I first read “A Modest Proposal” in high school. At the time, I thought it was absolutely hilarious, and I didn’t read too much into it. Reading it now with a more mature mindset, even though the paper is satirical, I can see past the humor to understand the desperation and fragility that the paper tries to convey. The opening sentences of the paper set a tone: a starving population in a cold, poor setting—even settings that hadn’t been poor prior to the famine.

My initial thoughts to this paper is pity, what Jonathon Swift is asking for is not absurd or obscene. He wants to genuinely help people. As you read further into the paper, it begins to take a more impractical approach, giving examples of how to cook the children, how much they would cost, and eventually in the end even telling the reader that Swift himself has no intentions of participating in what he has proposed. This is at the point of the work when it begins to turn from a true “modest proposal” to one that is ludicrous and abhorrent.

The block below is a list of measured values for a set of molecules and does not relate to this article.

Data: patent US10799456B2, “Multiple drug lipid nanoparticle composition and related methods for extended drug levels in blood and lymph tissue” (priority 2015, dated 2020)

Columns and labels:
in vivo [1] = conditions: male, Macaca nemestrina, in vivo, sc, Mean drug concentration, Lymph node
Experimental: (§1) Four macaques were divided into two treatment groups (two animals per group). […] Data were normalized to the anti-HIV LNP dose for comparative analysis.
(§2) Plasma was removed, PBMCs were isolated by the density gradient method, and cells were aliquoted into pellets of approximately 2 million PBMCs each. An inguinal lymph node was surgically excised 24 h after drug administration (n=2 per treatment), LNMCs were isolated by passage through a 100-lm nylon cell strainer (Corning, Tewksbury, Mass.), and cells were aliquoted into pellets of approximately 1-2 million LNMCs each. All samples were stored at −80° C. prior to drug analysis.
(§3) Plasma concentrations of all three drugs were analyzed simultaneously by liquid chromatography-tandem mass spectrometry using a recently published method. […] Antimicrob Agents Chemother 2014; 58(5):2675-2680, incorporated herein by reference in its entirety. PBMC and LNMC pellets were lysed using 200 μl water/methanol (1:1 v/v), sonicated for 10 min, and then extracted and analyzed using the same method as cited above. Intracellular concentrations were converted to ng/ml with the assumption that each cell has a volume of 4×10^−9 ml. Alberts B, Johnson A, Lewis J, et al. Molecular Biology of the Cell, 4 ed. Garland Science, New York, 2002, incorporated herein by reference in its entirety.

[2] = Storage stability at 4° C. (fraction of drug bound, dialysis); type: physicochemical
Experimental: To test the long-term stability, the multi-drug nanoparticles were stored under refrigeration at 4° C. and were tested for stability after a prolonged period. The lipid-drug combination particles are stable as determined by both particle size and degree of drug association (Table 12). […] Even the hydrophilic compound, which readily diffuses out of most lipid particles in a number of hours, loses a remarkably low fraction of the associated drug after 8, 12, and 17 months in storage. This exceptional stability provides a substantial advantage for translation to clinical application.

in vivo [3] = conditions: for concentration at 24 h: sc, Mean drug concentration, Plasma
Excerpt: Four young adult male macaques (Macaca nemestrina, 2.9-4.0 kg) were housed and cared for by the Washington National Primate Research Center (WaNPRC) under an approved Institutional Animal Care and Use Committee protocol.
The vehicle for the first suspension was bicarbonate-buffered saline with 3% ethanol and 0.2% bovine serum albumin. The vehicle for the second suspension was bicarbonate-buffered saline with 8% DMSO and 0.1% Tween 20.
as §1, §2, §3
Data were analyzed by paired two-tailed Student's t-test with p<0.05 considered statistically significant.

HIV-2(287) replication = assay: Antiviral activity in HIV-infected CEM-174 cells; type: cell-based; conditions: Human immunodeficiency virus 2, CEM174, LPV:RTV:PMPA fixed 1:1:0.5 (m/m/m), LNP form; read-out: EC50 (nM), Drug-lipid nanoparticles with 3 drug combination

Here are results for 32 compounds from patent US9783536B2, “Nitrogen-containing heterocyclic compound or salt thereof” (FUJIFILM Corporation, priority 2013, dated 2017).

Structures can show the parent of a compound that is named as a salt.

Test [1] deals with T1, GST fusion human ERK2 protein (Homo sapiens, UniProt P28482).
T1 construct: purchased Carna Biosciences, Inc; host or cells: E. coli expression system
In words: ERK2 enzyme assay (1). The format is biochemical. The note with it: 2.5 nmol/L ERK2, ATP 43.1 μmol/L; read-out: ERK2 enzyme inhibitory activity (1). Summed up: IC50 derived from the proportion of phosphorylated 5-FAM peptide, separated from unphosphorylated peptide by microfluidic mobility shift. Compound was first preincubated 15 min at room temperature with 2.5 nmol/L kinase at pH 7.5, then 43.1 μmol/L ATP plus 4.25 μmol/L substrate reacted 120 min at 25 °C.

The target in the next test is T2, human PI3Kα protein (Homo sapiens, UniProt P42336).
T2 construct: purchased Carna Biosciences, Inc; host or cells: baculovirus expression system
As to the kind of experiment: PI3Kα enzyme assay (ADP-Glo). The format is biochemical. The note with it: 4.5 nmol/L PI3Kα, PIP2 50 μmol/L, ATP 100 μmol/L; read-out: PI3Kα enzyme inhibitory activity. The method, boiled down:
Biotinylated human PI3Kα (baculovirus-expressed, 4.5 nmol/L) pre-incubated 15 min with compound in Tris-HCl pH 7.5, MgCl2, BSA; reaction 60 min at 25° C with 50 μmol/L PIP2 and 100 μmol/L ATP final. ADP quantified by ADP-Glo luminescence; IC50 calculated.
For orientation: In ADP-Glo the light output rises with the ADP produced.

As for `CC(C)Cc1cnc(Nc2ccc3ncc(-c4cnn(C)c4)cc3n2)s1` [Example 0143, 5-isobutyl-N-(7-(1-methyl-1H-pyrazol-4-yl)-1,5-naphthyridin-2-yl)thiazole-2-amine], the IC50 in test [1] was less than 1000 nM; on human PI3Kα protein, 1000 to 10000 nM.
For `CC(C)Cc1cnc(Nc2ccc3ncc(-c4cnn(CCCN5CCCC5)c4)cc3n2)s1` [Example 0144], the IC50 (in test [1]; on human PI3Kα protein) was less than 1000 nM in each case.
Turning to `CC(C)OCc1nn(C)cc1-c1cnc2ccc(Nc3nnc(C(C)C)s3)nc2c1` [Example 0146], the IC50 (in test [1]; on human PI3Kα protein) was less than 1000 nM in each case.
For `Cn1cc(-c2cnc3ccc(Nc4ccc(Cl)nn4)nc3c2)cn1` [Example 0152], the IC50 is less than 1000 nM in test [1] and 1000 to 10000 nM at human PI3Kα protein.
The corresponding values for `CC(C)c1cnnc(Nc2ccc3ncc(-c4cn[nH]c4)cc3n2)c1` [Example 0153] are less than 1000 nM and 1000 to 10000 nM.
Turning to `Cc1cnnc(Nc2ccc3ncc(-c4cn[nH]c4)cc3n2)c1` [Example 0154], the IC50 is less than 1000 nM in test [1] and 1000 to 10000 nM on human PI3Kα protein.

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The paper begins without a proper backdrop, but a brief Google search will tell you that “A Modest Proposal” was written in 1729, which was eleven years before an Irish famine in 1740 which killed thirteen to twenty percent of the population due to lack of grain harvest, milk production, and damage to potatoes. It was also written sixteen years before the Great Potato Famine of Ireland, which killed another million people within the country.